Alabama on a charge of conspiring to traffic marijuana, and the grand jury was in the process of returning
    
    a ten-count superceding indictment that alleged a massive continuing criminal enterprise that spanned a period
    
    of three years, 1987-1990, and included the murder charge that led to the death sentence now under
    
    consideration. The grand jury returned the superceding indictment on January 9; Redden appeared for
    
    petitioner at his arraignment the next day. On January 24, the district court entered an order fixing February
    
    12 as the trial date. Six days later, on January 30, the prosecutor formally notified petitioner, and Redden,
    
    that the Government would be seeking the death penalty on the murder count. On February 1, the district
    
    court severed petitioner's case from the cases against the other (fifteen) defendants; their trial would
    
    commence on February 12 as scheduled, and petitioner's trial would begin on March 12. Because Redden
    
    had previously committed himself to attending the annual convention of the International Society of Barristers
    
    in London in the first week of March, he moved the court to set another trial date. The court granted his
    
    request and scheduled petitioner's trial for March 19.
    
            Recapitulating, I conclude that, excluding the time Redden would spend attending the Barristers'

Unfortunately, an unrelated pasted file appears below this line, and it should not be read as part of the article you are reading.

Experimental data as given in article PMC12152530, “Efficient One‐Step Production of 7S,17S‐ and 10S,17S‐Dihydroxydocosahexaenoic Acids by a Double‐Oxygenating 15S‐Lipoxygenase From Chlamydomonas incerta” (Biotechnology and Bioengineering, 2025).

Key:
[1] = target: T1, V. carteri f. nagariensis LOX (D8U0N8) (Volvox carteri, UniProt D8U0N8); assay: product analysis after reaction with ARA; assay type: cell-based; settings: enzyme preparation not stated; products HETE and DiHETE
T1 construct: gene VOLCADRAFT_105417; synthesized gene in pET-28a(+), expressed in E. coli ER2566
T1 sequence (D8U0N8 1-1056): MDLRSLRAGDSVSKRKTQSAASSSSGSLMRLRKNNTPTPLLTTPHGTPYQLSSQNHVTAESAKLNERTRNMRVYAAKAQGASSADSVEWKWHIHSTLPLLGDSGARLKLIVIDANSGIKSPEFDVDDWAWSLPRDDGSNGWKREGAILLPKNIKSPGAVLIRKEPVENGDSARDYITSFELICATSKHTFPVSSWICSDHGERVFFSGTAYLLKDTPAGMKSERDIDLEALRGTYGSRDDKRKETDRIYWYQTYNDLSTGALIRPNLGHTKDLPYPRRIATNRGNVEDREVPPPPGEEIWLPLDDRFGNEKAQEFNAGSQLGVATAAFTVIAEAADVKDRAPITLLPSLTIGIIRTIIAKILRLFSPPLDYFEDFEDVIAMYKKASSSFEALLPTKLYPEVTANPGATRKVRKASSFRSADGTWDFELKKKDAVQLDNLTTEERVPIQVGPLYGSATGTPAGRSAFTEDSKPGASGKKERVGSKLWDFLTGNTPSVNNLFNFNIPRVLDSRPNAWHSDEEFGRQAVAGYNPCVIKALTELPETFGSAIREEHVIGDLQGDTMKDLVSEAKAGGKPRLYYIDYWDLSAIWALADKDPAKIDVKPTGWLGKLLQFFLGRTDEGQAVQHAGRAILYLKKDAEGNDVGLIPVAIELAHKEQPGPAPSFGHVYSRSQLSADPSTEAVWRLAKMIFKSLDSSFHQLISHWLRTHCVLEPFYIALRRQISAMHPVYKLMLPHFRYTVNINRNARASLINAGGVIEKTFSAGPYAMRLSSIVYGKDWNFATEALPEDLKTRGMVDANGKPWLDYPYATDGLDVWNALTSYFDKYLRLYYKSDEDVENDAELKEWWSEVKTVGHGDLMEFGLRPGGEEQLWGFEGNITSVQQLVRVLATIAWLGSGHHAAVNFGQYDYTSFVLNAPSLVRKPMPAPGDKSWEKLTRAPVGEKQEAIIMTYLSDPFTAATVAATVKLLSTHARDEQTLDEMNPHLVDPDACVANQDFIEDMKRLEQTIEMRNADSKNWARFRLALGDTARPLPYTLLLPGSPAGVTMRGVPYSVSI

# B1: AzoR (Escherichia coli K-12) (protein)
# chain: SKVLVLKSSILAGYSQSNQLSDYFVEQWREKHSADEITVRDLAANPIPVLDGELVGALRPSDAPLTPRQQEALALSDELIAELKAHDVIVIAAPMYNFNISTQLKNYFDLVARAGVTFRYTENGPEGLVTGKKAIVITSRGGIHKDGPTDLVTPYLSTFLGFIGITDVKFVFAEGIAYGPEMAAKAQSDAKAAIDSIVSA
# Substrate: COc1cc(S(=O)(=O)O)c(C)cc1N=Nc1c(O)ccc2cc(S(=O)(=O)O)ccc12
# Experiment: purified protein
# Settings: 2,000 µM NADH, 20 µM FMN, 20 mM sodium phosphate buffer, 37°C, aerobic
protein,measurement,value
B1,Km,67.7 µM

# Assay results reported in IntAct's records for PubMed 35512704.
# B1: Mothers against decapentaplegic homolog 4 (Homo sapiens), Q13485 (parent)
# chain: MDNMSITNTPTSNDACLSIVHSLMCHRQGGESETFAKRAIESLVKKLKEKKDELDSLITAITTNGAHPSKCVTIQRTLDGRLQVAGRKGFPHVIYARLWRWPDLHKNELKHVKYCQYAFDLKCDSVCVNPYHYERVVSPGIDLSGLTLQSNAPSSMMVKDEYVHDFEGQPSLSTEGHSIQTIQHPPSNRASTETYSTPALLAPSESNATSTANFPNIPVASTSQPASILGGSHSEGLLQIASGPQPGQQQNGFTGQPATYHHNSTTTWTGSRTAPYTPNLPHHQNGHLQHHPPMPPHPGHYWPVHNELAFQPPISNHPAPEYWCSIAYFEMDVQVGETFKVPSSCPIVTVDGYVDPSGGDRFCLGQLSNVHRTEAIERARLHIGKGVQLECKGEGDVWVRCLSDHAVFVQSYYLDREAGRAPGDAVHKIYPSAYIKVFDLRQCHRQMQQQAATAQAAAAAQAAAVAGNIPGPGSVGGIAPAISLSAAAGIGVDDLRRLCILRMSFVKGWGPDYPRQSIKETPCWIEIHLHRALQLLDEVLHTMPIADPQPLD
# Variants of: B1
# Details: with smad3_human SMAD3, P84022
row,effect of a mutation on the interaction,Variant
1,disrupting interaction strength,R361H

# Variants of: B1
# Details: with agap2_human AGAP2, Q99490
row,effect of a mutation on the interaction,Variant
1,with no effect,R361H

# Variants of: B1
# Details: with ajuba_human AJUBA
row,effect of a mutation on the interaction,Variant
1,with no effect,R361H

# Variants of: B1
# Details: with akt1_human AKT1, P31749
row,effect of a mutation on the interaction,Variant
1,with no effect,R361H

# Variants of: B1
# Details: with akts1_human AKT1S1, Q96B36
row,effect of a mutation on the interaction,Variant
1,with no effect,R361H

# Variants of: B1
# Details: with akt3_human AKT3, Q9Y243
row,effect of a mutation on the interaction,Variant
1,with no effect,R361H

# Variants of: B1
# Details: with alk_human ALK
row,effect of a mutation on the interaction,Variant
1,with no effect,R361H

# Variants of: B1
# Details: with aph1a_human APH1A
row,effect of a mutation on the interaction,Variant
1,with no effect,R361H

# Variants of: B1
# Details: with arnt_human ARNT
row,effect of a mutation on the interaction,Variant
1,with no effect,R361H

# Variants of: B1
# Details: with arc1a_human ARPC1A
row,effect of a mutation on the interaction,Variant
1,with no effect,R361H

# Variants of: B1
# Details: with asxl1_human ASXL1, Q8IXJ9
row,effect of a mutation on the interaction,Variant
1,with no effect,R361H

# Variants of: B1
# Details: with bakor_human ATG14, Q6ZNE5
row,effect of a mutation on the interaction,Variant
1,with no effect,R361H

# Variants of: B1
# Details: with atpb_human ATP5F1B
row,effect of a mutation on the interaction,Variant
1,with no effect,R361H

convention, from the day the prosecutor notified him that the Government would seek the death penalty until
    
    
       10
         A final observation about the "strategic choice" presumption the majority invokes: even if the law were
    to accord it the status of a Rule 301 presumption, it would not yield an inference that Redden acted
    competently in making the strategic choice at issue. An inference has probative value. A presumption does
    not. It simply shifts the burden of going forward with the evidence; once rebutted, it disappears from the
    scene.
    
                                                         40
    the day petitioner's trial would (and did) begin, he had forty days, weekends included, in which to prepare
    
    for trial. During that time, he or his paralegal, Suzanne Brotherton, or both, attended the February 12 trial
    
    of petitioner's co-defendants, which lasted six days, and interviewed nearly sixty-seven witnesses; some of
    
    the witnesses were interviewed initially, or were re-interviewed, during petitioner's trial. Most of the
    
    interviews took place in or around Piedmont, Alabama, in Calhoun County, a two hour drive from
    
    Birmingham, where Redden's law firm had its office.
    
             The guilt phase of petitioner's trial began as scheduled on March 19, 1991. The Government called
    
    over forty witnesses. Nine days later, on March 28, the Government rested. In his defense (in the guilt
    
    phase), petitioner called twelve witnesses, but did not take the stand himself.11 The parties' closing arguments
    
    took place on April 1. The court charged the jury the following morning, and at 10:25 a.m., the jury retired
    
    to deliberate. At 1:50 p.m., after three and a half hours of deliberation, the jury reached a verdict; it found
    
    petitioner guilty on the nine counts of the indictment in which he had been named as a defendant. The court
    
    then asked the clerk to poll the jury; the poll indicated a unanimous verdict, and the jury was dismissed until
    
    9:00 a.m. the next day, at which time the sentencing phase of the trial of the murder count would begin. Once